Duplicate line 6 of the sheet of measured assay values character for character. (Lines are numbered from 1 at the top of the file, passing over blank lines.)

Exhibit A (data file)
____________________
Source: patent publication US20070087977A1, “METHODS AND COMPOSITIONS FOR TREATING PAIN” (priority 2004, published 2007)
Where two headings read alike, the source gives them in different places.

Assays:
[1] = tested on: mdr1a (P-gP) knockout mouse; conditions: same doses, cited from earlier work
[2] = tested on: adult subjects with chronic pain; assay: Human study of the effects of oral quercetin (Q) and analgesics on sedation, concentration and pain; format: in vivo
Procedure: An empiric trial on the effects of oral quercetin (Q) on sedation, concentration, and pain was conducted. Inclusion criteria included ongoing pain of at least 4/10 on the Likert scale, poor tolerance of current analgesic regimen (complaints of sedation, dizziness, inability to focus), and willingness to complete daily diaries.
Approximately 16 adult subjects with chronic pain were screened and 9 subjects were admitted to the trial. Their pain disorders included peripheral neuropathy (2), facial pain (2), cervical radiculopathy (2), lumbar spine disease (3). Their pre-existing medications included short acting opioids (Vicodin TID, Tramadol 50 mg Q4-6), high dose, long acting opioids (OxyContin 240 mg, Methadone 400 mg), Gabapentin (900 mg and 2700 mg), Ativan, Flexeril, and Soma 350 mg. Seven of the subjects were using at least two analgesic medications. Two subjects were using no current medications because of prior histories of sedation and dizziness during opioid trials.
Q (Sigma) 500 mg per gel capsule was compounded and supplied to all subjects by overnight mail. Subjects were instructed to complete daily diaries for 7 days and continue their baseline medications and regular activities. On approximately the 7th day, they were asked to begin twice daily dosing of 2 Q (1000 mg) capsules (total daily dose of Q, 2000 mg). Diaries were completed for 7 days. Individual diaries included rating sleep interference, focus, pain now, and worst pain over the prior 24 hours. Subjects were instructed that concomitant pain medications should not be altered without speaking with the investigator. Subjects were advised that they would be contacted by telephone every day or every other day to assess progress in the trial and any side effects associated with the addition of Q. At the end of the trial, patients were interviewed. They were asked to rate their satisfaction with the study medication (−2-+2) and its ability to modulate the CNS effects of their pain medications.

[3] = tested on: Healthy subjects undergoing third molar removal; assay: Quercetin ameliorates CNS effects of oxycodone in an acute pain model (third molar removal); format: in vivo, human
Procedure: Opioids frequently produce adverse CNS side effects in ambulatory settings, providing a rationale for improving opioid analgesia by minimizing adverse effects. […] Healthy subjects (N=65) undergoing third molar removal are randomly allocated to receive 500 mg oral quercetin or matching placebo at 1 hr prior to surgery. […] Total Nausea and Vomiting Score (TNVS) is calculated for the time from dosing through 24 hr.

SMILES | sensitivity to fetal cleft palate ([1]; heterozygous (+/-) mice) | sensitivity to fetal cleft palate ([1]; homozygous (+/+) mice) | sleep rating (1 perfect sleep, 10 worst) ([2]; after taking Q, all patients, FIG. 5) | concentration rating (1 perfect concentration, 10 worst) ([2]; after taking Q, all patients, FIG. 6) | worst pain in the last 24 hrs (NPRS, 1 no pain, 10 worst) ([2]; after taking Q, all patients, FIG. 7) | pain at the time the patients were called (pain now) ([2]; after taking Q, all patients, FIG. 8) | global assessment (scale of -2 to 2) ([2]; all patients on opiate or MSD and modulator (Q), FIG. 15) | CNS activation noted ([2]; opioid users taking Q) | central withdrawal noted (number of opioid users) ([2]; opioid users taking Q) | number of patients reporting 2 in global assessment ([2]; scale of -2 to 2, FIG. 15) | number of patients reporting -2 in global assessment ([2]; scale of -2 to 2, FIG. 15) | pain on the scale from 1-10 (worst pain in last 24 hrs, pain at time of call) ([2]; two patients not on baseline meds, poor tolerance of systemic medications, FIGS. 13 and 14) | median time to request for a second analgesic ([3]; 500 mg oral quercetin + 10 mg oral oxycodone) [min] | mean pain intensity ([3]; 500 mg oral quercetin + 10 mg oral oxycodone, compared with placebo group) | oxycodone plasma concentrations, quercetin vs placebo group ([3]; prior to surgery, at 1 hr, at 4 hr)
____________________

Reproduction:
Procedure: An empiric trial on the effects of oral quercetin (Q) on sedation, concentration, and pain was conducted. Inclusion criteria included ongoing pain of at least 4/10 on the Likert scale, poor tolerance of current analgesic regimen (complaints of sedation, dizziness, inability to focus), and willingness to complete daily diaries.